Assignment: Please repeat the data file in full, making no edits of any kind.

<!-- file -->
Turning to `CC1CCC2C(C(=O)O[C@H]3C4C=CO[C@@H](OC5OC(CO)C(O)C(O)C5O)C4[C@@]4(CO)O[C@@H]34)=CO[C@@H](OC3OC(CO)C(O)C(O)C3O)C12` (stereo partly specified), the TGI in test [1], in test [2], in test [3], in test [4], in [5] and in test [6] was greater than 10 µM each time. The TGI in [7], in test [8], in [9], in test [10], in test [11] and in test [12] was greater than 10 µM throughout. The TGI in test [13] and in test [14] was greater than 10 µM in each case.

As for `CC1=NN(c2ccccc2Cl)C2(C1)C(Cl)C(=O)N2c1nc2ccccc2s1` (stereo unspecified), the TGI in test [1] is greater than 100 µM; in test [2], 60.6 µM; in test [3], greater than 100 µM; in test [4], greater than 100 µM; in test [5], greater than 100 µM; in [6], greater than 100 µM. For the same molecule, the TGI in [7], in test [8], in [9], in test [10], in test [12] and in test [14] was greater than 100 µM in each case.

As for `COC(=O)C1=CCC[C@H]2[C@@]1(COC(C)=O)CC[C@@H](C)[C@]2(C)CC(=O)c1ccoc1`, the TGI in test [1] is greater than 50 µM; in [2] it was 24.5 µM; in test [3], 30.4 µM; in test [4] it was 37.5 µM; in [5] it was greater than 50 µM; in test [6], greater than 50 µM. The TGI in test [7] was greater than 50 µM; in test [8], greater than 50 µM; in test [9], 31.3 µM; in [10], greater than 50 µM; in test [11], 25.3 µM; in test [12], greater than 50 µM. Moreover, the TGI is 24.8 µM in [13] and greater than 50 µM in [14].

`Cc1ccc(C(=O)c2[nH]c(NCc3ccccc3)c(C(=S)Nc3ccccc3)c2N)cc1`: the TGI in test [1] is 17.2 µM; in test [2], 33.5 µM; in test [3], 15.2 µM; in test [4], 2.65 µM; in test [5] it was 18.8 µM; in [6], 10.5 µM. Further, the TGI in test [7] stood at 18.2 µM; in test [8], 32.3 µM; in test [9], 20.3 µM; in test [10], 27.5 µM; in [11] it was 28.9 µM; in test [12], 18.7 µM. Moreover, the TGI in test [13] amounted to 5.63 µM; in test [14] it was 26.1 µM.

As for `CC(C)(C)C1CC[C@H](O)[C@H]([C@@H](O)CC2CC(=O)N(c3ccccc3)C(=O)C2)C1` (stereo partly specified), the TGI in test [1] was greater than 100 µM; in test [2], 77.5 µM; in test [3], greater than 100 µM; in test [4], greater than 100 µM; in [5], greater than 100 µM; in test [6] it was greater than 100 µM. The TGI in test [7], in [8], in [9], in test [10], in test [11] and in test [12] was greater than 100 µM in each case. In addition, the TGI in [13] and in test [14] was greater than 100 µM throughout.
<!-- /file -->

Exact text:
Turning to `CC1CCC2C(C(=O)O[C@H]3C4C=CO[C@@H](OC5OC(CO)C(O)C(O)C5O)C4[C@@]4(CO)O[C@@H]34)=CO[C@@H](OC3OC(CO)C(O)C(O)C3O)C12` (stereo partly specified), the TGI in test [1], in test [2], in test [3], in test [4], in [5] and in test [6] was greater than 10 µM each time. The TGI in [7], in test [8], in [9], in test [10], in test [11] and in test [12] was greater than 10 µM throughout. The TGI in test [13] and in test [14] was greater than 10 µM in each case.

As for `CC1=NN(c2ccccc2Cl)C2(C1)C(Cl)C(=O)N2c1nc2ccccc2s1` (stereo unspecified), the TGI in test [1] is greater than 100 µM; in test [2], 60.6 µM; in test [3], greater than 100 µM; in test [4], greater than 100 µM; in test [5], greater than 100 µM; in [6], greater than 100 µM. For the same molecule, the TGI in [7], in test [8], in [9], in test [10], in test [12] and in test [14] was greater than 100 µM in each case.

As for `COC(=O)C1=CCC[C@H]2[C@@]1(COC(C)=O)CC[C@@H](C)[C@]2(C)CC(=O)c1ccoc1`, the TGI in test [1] is greater than 50 µM; in [2] it was 24.5 µM; in test [3], 30.4 µM; in test [4] it was 37.5 µM; in [5] it was greater than 50 µM; in test [6], greater than 50 µM. The TGI in test [7] was greater than 50 µM; in test [8], greater than 50 µM; in test [9], 31.3 µM; in [10], greater than 50 µM; in test [11], 25.3 µM; in test [12], greater than 50 µM. Moreover, the TGI is 24.8 µM in [13] and greater than 50 µM in [14].

`Cc1ccc(C(=O)c2[nH]c(NCc3ccccc3)c(C(=S)Nc3ccccc3)c2N)cc1`: the TGI in test [1] is 17.2 µM; in test [2], 33.5 µM; in test [3], 15.2 µM; in test [4], 2.65 µM; in test [5] it was 18.8 µM; in [6], 10.5 µM. Further, the TGI in test [7] stood at 18.2 µM; in test [8], 32.3 µM; in test [9], 20.3 µM; in test [10], 27.5 µM; in [11] it was 28.9 µM; in test [12], 18.7 µM. Moreover, the TGI in test [13] amounted to 5.63 µM; in test [14] it was 26.1 µM.

As for `CC(C)(C)C1CC[C@H](O)[C@H]([C@@H](O)CC2CC(=O)N(c3ccccc3)C(=O)C2)C1` (stereo partly specified), the TGI in test [1] was greater than 100 µM; in test [2], 77.5 µM; in test [3], greater than 100 µM; in test [4], greater than 100 µM; in [5], greater than 100 µM; in test [6] it was greater than 100 µM. The TGI in test [7], in [8], in [9], in test [10], in test [11] and in test [12] was greater than 100 µM in each case. In addition, the TGI in [13] and in test [14] was greater than 100 µM throughout.